• Using atan to make a block called "point towards x:() y:()"—use similar reasoning as the above
• Using a script like the following to make a sprite move in complex paths:
```when gf clicked
forever
change [a v] by (1)
go to x: ((100)*([sin v] of (a))) y: ((50)*([cos v] of (a)))
```

Once of the great things about trigonometric functions is that they are all cyclic, which means they keep repeating. So you can get complex motions which repeat indefinitely without too much trouble.

• Predicting the position of a sprite after it moves some distance in a specific direction—this is a simple application of sine and cosine. One interesting use of this is to make a sprite move perpendicular to the direction it is facing in, or move in a circle without changing its direction.
• Modeling 3D rotations—this is a much more advanced application of trigonometry. It relies on the principle that any point in 3D, when rotated through some angle, will appear to move straight to a viewer (imagine staring at a single point on a spinning globe). The distance moved can be calculated with some more complex trigonometry.

## Angles Greater than 90°

Angles greater than 90 degrees have trig functions, too. In fact, the sin, cosine, secant, and cosecant of and angle A are the same as the respective function of A%180 (i.e. the remainder obtained when A is divided by 180). This holds for negative values of A, too. For tangent and cotangent, the value is A%90. The proofs of these are obvious if one looks at the sine wave or sinusoid, where the wave repeats every 2pi=180° times. The same applies to the other functions, with different graphs but the same principle.

## For Non-Right Triangles

Trigonometry is not just used with right triangles. The following equations apply to all triangles.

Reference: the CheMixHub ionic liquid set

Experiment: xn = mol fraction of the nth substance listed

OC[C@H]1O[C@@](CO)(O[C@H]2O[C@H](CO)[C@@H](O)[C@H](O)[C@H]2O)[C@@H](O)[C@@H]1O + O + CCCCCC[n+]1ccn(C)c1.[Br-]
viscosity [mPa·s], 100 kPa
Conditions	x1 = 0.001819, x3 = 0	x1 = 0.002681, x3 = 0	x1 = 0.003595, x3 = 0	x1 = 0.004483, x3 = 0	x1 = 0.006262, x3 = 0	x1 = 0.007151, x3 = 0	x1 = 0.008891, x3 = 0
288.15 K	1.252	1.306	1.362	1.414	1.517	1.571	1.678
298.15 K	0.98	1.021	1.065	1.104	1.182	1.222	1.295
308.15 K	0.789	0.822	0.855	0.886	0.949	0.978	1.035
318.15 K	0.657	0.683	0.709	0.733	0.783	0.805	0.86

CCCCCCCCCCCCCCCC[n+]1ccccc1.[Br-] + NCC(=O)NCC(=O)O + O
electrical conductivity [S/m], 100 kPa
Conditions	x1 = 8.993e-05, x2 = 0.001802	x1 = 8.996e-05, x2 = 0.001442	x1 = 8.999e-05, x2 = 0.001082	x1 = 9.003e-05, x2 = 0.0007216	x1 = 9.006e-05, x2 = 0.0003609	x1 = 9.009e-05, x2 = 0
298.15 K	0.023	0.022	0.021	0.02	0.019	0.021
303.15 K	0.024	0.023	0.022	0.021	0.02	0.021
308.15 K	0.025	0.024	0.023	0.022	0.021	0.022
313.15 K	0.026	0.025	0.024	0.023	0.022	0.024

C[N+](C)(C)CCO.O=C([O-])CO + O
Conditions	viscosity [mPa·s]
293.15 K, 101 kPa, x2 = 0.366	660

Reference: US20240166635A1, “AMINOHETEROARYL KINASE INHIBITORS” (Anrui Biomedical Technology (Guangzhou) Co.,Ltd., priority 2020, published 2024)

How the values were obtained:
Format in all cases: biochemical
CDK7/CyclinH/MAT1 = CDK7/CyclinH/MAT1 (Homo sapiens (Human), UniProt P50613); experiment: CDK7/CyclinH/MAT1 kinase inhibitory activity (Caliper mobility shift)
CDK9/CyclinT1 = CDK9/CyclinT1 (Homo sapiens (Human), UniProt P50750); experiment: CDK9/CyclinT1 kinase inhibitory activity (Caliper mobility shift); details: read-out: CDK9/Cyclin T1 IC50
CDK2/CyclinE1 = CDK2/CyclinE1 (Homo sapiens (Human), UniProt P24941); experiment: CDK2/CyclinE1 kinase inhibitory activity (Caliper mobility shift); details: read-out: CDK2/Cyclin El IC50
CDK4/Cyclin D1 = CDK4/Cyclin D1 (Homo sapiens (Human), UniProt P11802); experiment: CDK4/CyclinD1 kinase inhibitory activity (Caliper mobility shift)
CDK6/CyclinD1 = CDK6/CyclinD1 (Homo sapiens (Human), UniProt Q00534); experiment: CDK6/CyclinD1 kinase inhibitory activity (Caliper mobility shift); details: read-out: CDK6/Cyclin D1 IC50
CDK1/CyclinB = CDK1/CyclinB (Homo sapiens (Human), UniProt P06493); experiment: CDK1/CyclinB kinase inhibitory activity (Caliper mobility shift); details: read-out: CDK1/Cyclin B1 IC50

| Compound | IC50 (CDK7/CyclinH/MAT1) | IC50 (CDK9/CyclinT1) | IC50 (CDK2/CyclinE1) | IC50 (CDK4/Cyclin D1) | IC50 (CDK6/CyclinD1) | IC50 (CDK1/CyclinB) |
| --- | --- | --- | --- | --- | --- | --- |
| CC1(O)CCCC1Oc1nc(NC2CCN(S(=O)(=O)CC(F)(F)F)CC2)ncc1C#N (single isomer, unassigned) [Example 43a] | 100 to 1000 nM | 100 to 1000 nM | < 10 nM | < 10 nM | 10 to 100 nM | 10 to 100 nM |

Note: Here, a,b,c and lengths of sides, and A,B,C are measures of angles opposite sides a,b, and c respectively.

### The law of sines

This identity is extremely useful to relate sides of triangles and angles. More importantly, though, it also relates the circumradius of the given triangle. The circumradius is the radius of the circle in which the triangle fits perfectly (each vertex lies on the circle).

### The law of cosines

The obvious use of this surprising but true identity is to find the third side of a triangle given any two sides and the distance between them, or finding the angles given three sides. This has many interesting uses, for example: If you have a spaceship-shooting game like asteroids, you can program the AI spaceships to aim towards the point where the target will be when the bullet hits it (since during the time taken for the bullet to move, the spacecraft themselves change position linearly).

### The law of tangents

```<(((a) - (b)) / ((a) + (b))) = (([tan v] of (((1) / (2)) * ((A) - (B)))) / ([tan v] of (((1) / (2)) * ((A) + (B))))>
```

### To find the area of a triangle

(Here, α, β, and gamma mean A, B, and C):

```(((1) / (2)) * (([sin v] of (α)) * ((b) * (c))))
```

For some of these done in Scratch, see cosine rule and sine rule.